I’ve enjoyed editing home movies since we first had a camcorder in 2001. My early editing career was hampered by not being able to afford the technology to actually import, edit and export the movies but in many ways, this delay has benefitted my work tremendously.

When Carolin & I first got married, we purchased a Panasonic Digital Camcorder which was quite decent spec, recording to MiniDV tape and equipped with a massive optical zoom. The only downside with it was that whilst one could connect it, using firewire, to a computer, it was not possible to export the finished edit back to DV tape. This was purely due to buying the camera in the European Union. My sister purchased a similar camcorder whilst visiting us in Australia a year later, and that model could receive an input signal.

I purchased an iMac in 2002 with an early version of iMovie, but home computers of the time were not up to the processing and storage challenges of managing the massive files involved in digital video. The whole process was intensely laborious, required a huge amount of patience and then the arrival of my sister to visit so that I could export the finished product back to MiniDV, then play it through a VCR in order to watch it again. Of course, putting it on to a video cassette adversely impacted the quality. Whilst at medical school, a colleague who had a background in digital media would lend me her Powerbook Mac laptop with a DVD writer and I could finally burn some movies to DVD, but ultimately it was a very stop/start process until I finally got hold of an iMac with a DVD Writer, an external hard drive and some decent processing power.

About the time that I did obtain sufficient machinery to set about our by now huge MiniDV archive, internet connectivity was getting to the point that made uploading and consuming video sufficiently easy that DVDs were on their way out, almost as quickly as they arrived. At the same time, the camcorder was coming to the end of its useful life both in terms of recording quality and being eclipsed by HD and later 4K video. I can still remember the first time I saw HD in a TV store. I could not imagine anything surpassing it. Then I saw 4K. Fast-forward 20 years from buying that camcorder and most of us now carry 4K capable moving picture cameras in our pockets, home camcorders are never seen and even amateurs who want to film with something other than a phone may well be using a DSLR to do so. (Disclaimer: I have not once activated, or used, the movie function on my XE-3). I have made a couple of short films on my iPhone. The thing that I certainly never saw coming was the 4K capable drone, such as our Mavic Platinum Pro, which blows my mind with its quality and ease of use. Sequences that would have required a helicopter in my youth, even perhaps ten years ago, are now achievable with a sub-$2000 drone!

All in all, I suspect that film-making is one area of my hobbies that has been ably served, in terms of time, by me procrastinating for twenty years or so. The combination of the Panasonic recording quality, lens and the MiniDV format and modern editing and upscaling means that many of our home videos from the children’s early years are quite phenomenal viewing in terms of detail and imaging quality. Had I pushed ahead with transferring them to VHS or even DVD back in the early 2000s, I may have come out with more substandard material than I have now.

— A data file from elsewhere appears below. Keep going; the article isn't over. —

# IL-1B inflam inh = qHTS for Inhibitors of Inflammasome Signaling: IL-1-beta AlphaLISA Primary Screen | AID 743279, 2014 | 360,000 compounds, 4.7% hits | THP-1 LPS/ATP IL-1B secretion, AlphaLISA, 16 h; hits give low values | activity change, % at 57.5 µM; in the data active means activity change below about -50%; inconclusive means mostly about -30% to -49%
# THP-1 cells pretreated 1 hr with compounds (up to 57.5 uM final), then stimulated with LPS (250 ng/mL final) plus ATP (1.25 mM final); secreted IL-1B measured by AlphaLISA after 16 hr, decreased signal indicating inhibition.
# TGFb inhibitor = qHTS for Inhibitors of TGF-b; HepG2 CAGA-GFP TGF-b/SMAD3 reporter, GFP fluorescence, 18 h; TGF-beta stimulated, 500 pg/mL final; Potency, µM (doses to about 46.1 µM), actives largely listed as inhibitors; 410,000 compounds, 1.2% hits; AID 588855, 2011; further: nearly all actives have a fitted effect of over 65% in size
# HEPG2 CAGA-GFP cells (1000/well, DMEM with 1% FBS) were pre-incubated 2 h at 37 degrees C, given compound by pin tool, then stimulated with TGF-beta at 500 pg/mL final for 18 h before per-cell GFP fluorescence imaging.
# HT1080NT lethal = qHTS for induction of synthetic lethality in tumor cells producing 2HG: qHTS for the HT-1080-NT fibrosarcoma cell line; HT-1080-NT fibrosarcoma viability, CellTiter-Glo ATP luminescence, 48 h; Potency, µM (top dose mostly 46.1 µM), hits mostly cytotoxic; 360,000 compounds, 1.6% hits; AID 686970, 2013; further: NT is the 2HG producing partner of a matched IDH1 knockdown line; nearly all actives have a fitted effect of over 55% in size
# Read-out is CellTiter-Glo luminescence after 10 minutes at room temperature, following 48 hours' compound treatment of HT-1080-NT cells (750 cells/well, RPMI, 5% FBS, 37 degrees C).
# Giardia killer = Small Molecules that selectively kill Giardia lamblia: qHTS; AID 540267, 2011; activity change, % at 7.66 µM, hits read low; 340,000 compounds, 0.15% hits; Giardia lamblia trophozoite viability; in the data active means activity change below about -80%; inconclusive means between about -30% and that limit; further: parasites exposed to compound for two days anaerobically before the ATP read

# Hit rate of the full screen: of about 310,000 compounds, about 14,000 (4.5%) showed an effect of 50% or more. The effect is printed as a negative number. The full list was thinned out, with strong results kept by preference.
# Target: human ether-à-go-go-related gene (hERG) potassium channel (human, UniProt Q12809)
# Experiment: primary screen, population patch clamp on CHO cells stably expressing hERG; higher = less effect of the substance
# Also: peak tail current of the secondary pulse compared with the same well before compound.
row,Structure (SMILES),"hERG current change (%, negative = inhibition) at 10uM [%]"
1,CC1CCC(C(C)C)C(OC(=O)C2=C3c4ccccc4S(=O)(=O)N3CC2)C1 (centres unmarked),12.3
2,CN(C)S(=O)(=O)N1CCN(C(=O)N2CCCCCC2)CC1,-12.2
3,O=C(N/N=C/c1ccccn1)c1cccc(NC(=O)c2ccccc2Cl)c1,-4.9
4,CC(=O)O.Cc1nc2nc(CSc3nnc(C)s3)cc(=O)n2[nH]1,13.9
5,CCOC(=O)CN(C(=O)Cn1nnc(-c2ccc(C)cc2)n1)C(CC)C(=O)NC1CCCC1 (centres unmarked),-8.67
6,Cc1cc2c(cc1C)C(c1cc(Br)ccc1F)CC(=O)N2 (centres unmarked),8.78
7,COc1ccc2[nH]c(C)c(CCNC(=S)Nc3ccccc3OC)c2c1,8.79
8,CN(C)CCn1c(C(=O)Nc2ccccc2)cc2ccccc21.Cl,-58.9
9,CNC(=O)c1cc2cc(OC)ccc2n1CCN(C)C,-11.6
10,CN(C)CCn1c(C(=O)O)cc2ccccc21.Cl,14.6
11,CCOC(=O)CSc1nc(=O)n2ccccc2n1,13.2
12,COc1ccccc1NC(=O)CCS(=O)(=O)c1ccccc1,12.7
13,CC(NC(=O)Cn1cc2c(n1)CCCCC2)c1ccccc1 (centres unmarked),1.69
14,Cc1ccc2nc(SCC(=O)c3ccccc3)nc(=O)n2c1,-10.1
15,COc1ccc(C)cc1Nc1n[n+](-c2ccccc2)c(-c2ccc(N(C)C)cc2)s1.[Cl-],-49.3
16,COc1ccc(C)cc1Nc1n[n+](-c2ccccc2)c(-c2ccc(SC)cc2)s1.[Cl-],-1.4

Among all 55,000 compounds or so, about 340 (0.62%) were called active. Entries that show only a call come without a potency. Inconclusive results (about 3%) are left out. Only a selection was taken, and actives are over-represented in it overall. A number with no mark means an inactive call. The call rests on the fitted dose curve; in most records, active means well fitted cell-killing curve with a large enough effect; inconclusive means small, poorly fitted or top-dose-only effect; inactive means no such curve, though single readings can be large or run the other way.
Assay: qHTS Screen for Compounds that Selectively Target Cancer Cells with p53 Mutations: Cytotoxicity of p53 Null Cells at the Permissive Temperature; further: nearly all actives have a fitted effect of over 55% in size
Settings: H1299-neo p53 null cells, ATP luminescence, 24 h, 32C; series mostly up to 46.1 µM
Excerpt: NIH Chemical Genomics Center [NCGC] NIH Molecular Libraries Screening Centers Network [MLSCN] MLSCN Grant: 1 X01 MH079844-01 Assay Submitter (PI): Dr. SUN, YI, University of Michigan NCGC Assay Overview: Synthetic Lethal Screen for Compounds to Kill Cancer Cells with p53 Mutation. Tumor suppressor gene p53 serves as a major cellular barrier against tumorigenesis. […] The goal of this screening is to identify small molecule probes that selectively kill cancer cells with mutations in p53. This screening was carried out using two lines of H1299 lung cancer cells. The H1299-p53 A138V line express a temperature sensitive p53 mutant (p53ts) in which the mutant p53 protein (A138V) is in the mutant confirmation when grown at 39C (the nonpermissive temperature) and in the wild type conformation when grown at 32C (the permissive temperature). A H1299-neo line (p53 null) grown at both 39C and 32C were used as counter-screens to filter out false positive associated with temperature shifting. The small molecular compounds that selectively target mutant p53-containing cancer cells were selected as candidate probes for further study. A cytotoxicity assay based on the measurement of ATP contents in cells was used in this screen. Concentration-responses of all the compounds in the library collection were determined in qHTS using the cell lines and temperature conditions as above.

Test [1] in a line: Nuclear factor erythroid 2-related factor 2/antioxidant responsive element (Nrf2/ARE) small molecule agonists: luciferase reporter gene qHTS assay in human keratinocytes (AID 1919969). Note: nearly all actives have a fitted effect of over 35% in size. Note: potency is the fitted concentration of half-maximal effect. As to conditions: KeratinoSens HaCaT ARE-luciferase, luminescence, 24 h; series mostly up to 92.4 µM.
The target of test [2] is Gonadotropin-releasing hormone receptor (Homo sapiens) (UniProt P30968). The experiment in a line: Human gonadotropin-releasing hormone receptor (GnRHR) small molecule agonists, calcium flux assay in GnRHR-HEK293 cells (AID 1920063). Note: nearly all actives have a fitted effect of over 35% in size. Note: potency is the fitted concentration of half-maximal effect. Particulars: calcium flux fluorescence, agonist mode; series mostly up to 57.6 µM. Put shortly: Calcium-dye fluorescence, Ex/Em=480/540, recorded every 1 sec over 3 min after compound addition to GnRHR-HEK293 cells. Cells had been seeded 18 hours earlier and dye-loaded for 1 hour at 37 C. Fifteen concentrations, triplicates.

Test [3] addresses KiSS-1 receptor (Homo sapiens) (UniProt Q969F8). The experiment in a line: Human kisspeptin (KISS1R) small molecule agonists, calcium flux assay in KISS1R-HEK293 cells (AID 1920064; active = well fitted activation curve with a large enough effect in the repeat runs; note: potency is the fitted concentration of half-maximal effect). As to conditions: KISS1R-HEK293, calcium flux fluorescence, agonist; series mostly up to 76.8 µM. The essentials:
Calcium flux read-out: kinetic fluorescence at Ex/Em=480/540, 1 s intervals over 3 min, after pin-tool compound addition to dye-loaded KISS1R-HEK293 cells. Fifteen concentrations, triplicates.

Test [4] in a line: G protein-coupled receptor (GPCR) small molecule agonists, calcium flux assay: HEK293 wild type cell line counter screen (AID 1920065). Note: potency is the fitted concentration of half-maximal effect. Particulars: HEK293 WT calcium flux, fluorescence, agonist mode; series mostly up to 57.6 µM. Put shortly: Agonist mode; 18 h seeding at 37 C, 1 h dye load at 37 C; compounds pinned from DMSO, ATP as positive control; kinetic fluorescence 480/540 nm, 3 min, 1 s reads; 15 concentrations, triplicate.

The next big jump that has impressed me is the ability of modern Smart TVs to upscale, such that my SD home movies as uploaded to Vimeo are displayed on our 55″ Bravia in amazing quality and do not look like expanded SD. Once again, the work of trying to use software to upscale on the computer is taken away.

A further happy development has been the explosion of film-making on Vimeo and YouTube, which has moved amateurs like me on from funky transitions, crappy titles and dodgy effects, to creating quality pieces that are well edited and not far off of broadcast quality. (I must admit I have a couple of videos that need to be taken back to the drawing room to remove some gimmicky effects). I must also offer particular thank to a chap called Colin Barrett and a number of contributors to a highly successful bulletin board he ran in the early to mid-2000s, called “SimplyDV”. Colin is an immensely successful cinematographer and video producer who has written in print and online about filming and curated an excellent forum that offered numerous tips to enthusiastic beginners and more experienced operators. To this date, I still have not found a board of any sort that is as friendly and informative as that was. As far as I know, Colin is still active with his business, transferring and archiving video for private and commercial customers:

I have set about trying to catch up with our massive archive recently. Reviewing footage remains a time-consuming process, as each MiniDV tape was 60mins (thank goodness I did not switch the LP setting on). The home videos are relatively easy after that, just trim a few clips, cut out some bloopers and create the finished movie. After all, they are for our consumption only. More recently, the stuff we are filming on the drone and phones does require a bit more consideration and I am hoping to actually complete some dedicated film projects.

One of my first, quick, projects the other day was to edit some footage Joshua had taken over the summer at a local hang-out, using the Mavic… He got some impressive stuff, although he could do with keeping things a little more in frame 😉


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